Illustration by Derek BaconCar and Driver
From the June 2022 issue of Car and Driver.
I sold my Bronco. I’m sorry I didn’t let you know, but vehicles of this caliber rarely change hands in public. Frankly, the idea of the unwashed masses slobbering over such a singular machine at Pebble or Amelia fills me with revulsion. So I sold it to my friend Dave. The transaction price remains undisclosed, but it was a sum characterized by Dave’s wife as “way too much” and by mine as “Didn’t you spend more than that?”
Dave lives in Massachusetts, and he planned to fly to North Carolina and drive home. So the week ahead of the sale, I fixed things I’d want to fix before attempting an 800-mile drive in a 1993 Ford Bronco with the wrong engine. Annoyingly, most of it was easy and made me mad that I didn’t do it on my own behalf. The leaky transmission drain plug just needed tightening. Replacing the tailgate window motor was more involved, but not the finger-removing ordeal I’d built it up to be. Completion of that job allowed me to reinstall the hard top and have a lockable, (reasonably) dry interior.
Dave drove it 13 hours home without incident, unless you count long-term hearing damage in the “7.3 Power Stroke at 2500 rpm” frequency range. He then immediately started fixing other stuff I’d ignored. This caused serious mixed emotions—it’s like hearing about an ex who’s doing better than ever now that you’re gone. Dave got the windshield washers going. He eliminated the squeak from the clutch pedal (which involved removing all the pedals, plus the steering column). He fixed the fuel gauge, which required cutting a hole in the floor to pull the sending unit out of the tank. Yeah, I was never going to do that. You see, my conflicting desire to drive something extremely unique but also totally reliable torments me. So I tend to satisfy the former requirement and then just pretend I’ve met the latter by ignoring the inevitable cascading failures. It’s a tough way to live.
A Big Bend in the Road
But as much as these convoluted repairs reduce my Bronco nostalgia, I still miss it and occasionally question the anti-materialistic urge that prompted me to banish it. My old Ram is fun, but for warm-weather ice-cream trips, it pales in comparison to an open-top Bronco. Most things do.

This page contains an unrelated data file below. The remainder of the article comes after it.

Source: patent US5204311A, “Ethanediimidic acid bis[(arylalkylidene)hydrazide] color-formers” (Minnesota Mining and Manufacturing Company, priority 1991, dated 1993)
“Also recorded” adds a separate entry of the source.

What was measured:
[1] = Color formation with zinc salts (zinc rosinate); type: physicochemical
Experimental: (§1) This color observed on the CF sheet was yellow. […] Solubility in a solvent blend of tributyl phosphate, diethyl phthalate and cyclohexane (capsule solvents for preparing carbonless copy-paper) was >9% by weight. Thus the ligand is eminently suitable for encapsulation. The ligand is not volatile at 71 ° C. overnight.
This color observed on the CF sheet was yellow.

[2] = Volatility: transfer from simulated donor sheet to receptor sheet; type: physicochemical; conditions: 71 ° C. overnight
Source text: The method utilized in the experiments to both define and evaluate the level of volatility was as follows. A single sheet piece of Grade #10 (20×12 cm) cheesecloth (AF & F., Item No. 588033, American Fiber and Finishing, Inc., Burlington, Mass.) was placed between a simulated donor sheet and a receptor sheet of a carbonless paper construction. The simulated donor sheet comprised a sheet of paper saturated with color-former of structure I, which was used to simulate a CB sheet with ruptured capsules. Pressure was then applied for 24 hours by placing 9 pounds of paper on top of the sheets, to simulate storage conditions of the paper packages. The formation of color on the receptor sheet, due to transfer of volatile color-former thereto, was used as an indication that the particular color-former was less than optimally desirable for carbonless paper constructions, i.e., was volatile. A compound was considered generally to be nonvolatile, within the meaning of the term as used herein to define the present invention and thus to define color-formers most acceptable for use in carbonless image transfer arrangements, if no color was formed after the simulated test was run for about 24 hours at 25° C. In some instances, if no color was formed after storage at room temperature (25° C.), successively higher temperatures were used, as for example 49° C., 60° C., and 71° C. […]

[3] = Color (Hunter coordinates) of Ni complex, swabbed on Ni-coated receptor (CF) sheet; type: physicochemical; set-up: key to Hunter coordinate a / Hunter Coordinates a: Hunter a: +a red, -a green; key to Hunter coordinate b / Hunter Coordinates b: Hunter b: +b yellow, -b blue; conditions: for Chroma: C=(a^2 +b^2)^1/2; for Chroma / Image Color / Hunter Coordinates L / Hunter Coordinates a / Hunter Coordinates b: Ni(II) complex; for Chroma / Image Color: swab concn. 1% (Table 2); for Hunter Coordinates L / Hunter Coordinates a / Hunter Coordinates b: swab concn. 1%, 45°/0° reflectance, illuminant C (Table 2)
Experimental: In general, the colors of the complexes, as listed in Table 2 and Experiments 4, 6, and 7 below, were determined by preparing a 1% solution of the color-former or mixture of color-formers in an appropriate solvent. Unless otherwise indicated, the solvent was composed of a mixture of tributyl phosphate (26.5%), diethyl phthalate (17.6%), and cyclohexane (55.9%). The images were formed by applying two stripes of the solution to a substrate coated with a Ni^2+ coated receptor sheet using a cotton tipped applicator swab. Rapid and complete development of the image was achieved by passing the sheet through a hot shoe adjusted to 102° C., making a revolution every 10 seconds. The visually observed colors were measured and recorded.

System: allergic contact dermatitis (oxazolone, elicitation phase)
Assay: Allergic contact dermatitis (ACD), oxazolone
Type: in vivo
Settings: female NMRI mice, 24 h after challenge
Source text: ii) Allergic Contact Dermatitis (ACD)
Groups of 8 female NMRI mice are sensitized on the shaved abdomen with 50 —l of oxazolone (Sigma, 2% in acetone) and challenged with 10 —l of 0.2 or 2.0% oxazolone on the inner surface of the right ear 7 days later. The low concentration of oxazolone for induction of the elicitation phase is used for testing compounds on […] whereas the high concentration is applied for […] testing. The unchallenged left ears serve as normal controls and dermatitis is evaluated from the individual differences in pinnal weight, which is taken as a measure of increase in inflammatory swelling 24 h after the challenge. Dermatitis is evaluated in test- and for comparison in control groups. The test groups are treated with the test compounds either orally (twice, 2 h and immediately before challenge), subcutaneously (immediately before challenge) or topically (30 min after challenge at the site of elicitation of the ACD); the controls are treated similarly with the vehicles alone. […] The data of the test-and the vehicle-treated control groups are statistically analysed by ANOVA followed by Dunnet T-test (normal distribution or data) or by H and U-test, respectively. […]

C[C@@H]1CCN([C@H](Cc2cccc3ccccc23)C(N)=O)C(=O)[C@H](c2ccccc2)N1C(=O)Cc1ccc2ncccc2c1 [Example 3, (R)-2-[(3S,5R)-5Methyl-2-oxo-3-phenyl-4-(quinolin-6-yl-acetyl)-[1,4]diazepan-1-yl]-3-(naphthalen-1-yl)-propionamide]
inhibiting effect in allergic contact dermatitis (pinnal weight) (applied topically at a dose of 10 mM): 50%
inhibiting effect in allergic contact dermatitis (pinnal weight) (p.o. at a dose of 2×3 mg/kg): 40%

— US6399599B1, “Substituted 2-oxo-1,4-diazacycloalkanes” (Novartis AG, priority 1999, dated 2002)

Fortunately, through a bizarre chain of events, I can now satisfy my Bronco cravings by borrowing the keys to a 2022 Bronco Black Diamond four-door. It has black steel wheels, 32-inch tires, and, best of all, a manual transmission. It’s my sister-in-law’s, and she fell into ownership by accident. Literally.
Scene: Her daughter is home from college. She asks to take the family’s new Bronco Sport Big Bend to the store. Ten minutes later, she calls to say the Big Bend now has a big bend where it got broadsided by a Buick. Luckily, she’s okay, but their household is down a Bronco. Just like mine.
Because used-car prices are bananas, insurance paid $6000 over MSRP for the destroyed Bronco Sport. This, I immediately pointed out, pushed the payout into actual-Bronco territory. And one of our local dealers is honorable enough to sell those at sticker. It took a few months, but eventually the Big Bend’s spot in the driveway was filled (and then some) by the Black Diamond. I like the Bronco Sport, but as my brother-in-law observed, “That thing next to a real Bronco looks like Danny DeVito next to Arnold Schwarzenegger in Twins.”
So, as I once gave manual-transmission driving lessons in my Eddie Bauer, now I am again in the Black Diamond—this time to my nephew, so he can drive it. I should be jealous, but I’m just happy to have a rig like this around again. Old or new, Broncos might be a little bit like boats: The best kind is the one your friend owns. And now I have two of those.
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